Reply:
a) There is no such thing as Protestant Baptism. Baptism is a sacrament instituted by Christ and entrusted to His Church, the Catholic Church. Some Protestant communities have valid Baptism (because they have retained the true way of conferring it) and their children who validly receive the sacrament are made members of the Catholic Church.
5) “Since the Catholic Church has so many rules about Baptism, isn’t it just a sacramental invented by the Catholic Church?”
Reply:
No, it is not. The Church, in the exercise of her infallible authority, declares the institution of the Sacrament of Baptism by Christ to be a doctrine given to her by God Himself. This proof alone suffices for Catholics, but the proof from Sacred Scripture is added to give fuller instruction.
We read in the Bible that Christ said to Nicodemus, “unless one is born of water and the Spirit, he cannot enter the kingdom of God” (John 3:5); and later to the apostles, “Go therefore and make disciples of all nations, baptizing them in the name of the Father and of the Son and of the Holy Spirit” (Matt. 28:19).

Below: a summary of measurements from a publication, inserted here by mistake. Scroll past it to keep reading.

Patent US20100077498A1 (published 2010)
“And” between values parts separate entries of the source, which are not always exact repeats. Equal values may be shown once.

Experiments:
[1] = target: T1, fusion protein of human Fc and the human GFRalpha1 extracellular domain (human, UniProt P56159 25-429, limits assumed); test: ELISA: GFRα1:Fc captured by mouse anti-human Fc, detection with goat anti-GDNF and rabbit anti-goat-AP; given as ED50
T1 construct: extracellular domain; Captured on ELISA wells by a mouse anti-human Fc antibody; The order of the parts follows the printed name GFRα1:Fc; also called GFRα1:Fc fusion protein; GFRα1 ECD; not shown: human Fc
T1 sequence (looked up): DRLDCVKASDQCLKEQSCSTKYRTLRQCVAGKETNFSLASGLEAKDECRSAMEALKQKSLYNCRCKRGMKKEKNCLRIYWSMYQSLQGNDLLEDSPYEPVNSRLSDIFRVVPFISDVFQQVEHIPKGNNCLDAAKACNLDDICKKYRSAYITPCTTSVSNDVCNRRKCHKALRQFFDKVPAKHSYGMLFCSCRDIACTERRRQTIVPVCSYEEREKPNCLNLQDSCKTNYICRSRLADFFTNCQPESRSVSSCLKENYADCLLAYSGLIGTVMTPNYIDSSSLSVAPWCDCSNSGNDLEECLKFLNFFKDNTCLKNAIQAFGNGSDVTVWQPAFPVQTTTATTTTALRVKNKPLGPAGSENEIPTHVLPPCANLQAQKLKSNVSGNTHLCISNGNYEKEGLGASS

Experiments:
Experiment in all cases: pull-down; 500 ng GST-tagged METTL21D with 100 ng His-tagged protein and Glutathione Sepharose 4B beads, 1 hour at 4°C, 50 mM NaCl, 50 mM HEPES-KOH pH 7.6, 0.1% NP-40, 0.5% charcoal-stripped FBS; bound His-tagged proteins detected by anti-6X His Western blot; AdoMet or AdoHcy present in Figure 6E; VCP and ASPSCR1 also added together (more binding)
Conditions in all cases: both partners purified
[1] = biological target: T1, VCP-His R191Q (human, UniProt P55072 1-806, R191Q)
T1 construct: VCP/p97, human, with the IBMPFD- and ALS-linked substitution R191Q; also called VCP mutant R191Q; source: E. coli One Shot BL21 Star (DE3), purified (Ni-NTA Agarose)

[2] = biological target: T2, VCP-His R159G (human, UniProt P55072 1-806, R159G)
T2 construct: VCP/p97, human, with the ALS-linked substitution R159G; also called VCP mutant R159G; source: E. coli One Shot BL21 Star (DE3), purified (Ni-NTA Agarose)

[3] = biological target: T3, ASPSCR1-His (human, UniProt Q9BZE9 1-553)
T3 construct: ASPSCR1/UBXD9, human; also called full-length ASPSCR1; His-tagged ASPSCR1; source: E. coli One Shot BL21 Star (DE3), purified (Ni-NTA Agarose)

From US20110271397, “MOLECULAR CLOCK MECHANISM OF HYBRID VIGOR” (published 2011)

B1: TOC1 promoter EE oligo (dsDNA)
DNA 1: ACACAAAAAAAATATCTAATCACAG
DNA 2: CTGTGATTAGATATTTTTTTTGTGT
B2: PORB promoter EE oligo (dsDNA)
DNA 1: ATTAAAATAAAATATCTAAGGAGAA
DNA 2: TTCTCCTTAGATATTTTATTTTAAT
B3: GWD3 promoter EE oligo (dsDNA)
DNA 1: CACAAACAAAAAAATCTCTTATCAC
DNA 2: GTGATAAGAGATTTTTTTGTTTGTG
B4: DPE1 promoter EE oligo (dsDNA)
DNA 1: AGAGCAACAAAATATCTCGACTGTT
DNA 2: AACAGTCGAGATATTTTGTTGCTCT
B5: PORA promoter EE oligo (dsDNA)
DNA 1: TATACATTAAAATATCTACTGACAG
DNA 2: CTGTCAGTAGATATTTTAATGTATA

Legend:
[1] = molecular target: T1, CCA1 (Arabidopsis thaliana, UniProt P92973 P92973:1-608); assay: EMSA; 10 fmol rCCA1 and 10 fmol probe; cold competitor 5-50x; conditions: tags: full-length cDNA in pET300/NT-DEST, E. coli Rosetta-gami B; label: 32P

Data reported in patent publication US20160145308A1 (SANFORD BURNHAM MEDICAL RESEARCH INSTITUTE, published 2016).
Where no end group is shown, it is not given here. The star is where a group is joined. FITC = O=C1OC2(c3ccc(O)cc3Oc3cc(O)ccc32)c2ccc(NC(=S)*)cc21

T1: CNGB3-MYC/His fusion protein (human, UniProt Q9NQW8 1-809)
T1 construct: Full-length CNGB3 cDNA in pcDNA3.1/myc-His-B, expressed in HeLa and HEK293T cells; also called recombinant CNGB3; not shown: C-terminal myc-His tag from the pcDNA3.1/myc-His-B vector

These texts show above any doubt that Christ definitely proclaimed the necessity of Baptism, and showed precisely how the rite was to be administered: Christ, therefore, is the institutor of this sacrament in all its essential details.

+ + +

(Raymond de Souza, KM, is a Knight of the Sovereign and Military Order of Malta; a delegate for International Missions for Human Life International [HLI]; and an EWTN program host. He is a militant pro-life writer and apologist, addressing live audiences and delivering talks on television, radio, and online. To date he has given over 2,500 presentations in 38 countries of the six continents. He is available to speak at Catholic events, both large and small, anywhere in the Free World, in four languages — English, Spanish, French, and Portuguese. Website: www.RaymonddeSouza.com.)